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Making hospital a little easier – the charity that has given 10,000 teddies to kids

The charity, which has been going since July, aims to donate 30,000 new teddy bears to hospitals every year.

Image: TLC Appeal

AN EMERGENCY ROOM is not the nicest place in the world to be at any time.

But for children those experiences can be heightened. The waiting rooms of emergency departments are typically not welcoming to younger patients, which is why the Teddies for Loving Care Appeal was established.

Running in Ireland since July, the charity have delivered over 10,000 new teddies to 29 hospitals across the country.

The charity is funded and run entirely by members of the Freemason Society of Ireland and is based on an appeal that started in England in 2000. Since then that appeal has given over 1 million teddies to hospitals.

Philip Daly of the Irish TLC Appeal says that the reaction in Ireland has been outstanding.

“The reaction has been absolutely brilliant. The teddies are there for the medical staff to hand out as they see fit at their discretion for children who are in distress.

As you can imagine, most children in an emergency department would be in some distress.

“One of the big advantages of the teddy is that the nurse or doctor can actually demonstrate to the child what they are going to do.”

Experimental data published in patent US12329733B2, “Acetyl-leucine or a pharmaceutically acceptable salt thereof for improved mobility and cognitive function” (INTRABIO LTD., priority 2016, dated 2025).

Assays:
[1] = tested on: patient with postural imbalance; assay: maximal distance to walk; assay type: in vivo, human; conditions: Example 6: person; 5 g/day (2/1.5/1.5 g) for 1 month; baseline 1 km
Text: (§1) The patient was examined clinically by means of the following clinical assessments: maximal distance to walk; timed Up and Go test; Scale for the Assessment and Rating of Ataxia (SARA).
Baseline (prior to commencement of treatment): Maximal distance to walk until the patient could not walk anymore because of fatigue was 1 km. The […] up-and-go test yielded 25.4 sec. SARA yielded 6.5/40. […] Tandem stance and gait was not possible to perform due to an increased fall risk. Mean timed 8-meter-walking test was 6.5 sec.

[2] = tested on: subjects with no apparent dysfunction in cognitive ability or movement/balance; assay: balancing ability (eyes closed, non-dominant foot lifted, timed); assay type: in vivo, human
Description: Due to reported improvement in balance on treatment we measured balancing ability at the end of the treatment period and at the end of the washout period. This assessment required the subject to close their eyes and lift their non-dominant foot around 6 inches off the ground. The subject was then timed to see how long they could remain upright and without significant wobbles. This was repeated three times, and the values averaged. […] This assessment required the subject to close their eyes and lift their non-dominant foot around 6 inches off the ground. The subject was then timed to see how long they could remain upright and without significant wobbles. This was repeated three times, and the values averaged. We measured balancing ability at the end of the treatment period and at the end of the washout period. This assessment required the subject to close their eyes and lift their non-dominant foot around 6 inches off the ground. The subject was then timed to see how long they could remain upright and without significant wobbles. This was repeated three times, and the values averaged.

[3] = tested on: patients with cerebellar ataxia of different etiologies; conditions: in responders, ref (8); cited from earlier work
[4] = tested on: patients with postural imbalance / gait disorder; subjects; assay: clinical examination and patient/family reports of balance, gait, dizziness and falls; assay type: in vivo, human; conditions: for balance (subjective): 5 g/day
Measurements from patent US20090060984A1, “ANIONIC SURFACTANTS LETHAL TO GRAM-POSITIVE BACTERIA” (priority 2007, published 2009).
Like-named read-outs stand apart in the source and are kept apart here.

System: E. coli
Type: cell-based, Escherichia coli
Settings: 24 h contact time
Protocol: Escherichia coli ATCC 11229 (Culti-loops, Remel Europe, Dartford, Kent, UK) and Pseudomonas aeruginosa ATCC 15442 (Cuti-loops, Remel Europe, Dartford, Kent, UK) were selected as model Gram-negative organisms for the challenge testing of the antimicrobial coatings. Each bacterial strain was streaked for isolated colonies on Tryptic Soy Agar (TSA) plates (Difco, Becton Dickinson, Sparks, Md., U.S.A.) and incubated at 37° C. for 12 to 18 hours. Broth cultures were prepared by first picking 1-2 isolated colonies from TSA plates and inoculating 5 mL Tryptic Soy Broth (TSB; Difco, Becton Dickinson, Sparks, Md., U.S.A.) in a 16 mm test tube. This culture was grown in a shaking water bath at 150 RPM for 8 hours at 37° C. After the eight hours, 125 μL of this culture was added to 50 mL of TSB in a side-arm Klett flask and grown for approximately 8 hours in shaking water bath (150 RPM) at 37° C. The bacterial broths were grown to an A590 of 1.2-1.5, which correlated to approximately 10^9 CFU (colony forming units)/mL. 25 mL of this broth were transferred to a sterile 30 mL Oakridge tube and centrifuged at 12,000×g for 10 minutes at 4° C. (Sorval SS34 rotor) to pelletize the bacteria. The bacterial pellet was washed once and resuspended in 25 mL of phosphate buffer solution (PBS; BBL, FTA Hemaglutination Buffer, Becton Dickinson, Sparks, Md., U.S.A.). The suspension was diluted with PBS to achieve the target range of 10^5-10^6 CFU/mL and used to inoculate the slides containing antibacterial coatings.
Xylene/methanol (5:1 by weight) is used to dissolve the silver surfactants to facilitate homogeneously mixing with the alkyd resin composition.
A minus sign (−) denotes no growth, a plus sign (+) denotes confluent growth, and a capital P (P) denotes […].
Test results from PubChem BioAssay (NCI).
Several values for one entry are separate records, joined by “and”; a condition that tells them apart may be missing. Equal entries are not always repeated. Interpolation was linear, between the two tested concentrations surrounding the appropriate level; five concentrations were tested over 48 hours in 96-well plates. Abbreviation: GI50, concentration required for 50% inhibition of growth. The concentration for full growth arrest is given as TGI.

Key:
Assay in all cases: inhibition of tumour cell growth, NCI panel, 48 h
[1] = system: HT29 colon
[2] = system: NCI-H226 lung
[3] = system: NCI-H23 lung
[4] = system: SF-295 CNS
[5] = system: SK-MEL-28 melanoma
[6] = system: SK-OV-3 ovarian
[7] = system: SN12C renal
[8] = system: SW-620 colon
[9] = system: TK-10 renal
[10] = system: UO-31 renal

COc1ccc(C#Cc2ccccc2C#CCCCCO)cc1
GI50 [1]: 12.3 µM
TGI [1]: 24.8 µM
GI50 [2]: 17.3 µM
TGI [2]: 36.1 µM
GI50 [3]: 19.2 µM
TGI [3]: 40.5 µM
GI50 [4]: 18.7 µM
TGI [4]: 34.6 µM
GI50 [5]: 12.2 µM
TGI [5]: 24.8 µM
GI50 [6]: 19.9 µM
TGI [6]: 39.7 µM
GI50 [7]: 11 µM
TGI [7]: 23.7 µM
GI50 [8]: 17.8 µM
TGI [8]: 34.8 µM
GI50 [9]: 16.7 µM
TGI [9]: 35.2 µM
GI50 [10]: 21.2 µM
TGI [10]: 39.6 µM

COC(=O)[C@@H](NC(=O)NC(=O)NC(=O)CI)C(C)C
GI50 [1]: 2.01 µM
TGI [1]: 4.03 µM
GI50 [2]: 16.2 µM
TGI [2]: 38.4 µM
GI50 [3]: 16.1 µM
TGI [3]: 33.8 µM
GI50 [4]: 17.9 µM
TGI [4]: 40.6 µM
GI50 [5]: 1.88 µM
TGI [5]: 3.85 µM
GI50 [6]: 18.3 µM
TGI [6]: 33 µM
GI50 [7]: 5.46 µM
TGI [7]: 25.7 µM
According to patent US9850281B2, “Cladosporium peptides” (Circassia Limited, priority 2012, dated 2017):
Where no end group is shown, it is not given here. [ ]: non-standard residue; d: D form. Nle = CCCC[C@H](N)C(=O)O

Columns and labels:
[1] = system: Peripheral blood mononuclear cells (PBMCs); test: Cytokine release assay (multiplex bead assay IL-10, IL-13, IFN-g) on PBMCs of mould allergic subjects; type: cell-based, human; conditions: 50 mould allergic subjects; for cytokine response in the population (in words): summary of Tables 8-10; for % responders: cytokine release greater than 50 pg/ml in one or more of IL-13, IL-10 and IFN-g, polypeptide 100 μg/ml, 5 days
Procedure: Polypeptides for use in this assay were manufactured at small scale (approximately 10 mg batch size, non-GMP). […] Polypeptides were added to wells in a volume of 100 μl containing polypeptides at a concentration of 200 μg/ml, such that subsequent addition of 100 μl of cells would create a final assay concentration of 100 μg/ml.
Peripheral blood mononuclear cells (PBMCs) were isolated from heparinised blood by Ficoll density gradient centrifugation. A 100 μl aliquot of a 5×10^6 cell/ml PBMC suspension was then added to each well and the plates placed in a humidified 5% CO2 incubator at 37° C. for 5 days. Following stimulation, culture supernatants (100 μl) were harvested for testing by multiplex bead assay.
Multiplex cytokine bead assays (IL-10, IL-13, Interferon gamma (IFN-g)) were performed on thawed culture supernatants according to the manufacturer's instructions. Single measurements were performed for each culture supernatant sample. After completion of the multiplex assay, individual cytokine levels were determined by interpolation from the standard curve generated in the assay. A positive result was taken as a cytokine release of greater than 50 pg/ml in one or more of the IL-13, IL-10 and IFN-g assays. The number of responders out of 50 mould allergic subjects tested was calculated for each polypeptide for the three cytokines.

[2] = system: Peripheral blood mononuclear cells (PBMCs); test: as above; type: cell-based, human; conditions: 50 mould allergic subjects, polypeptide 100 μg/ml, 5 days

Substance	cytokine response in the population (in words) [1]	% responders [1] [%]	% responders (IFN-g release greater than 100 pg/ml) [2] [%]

Because of rules governing toys that can be used in hospitals, the teddies are bought in from Asia, sealed in sterile bags. The first time they are opened is when they are given to children.

That means that the charity can’t accept donations of teddies, but all teddies are kept by the children they are given to.

Money is being raised by Freemasons organisations across the country, but public donations are welcomed.

Philip says that the scheme “has no life end” and will be done on an ongoing basis, ultimately aiming to deliver 30,000 teddies a year.

The positivity doesn’t end in hospitals, however.

“If there is any surplus at the end of a year, we have plans to donate that to the Laura Lynn House or the Children’s Hospital in Northern Ireland.”

To find out more about the appeal, click here.

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